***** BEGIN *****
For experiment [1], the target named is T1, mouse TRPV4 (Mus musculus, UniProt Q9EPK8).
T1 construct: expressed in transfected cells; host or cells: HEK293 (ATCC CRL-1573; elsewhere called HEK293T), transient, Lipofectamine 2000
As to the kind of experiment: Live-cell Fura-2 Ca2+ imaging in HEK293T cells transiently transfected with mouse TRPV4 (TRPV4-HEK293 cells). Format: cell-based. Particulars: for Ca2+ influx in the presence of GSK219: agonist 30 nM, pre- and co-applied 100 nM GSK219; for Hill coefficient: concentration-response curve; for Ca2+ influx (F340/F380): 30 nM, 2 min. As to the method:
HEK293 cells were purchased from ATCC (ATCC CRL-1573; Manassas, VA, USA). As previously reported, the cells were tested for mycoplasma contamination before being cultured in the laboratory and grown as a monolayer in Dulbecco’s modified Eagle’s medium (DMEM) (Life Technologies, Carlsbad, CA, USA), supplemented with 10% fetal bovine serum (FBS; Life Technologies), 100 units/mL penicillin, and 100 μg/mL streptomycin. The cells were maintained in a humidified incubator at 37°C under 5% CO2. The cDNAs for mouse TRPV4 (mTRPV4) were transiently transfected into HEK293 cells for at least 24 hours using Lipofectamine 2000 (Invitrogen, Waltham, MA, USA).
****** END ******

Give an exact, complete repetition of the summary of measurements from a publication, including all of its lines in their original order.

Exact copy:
For experiment [1], the target named is T1, mouse TRPV4 (Mus musculus, UniProt Q9EPK8).
T1 construct: expressed in transfected cells; host or cells: HEK293 (ATCC CRL-1573; elsewhere called HEK293T), transient, Lipofectamine 2000
As to the kind of experiment: Live-cell Fura-2 Ca2+ imaging in HEK293T cells transiently transfected with mouse TRPV4 (TRPV4-HEK293 cells). Format: cell-based. Particulars: for Ca2+ influx in the presence of GSK219: agonist 30 nM, pre- and co-applied 100 nM GSK219; for Hill coefficient: concentration-response curve; for Ca2+ influx (F340/F380): 30 nM, 2 min. As to the method:
HEK293 cells were purchased from ATCC (ATCC CRL-1573; Manassas, VA, USA). As previously reported, the cells were tested for mycoplasma contamination before being cultured in the laboratory and grown as a monolayer in Dulbecco’s modified Eagle’s medium (DMEM) (Life Technologies, Carlsbad, CA, USA), supplemented with 10% fetal bovine serum (FBS; Life Technologies), 100 units/mL penicillin, and 100 μg/mL streptomycin. The cells were maintained in a humidified incubator at 37°C under 5% CO2. The cDNAs for mouse TRPV4 (mTRPV4) were transiently transfected into HEK293 cells for at least 24 hours using Lipofectamine 2000 (Invitrogen, Waltham, MA, USA).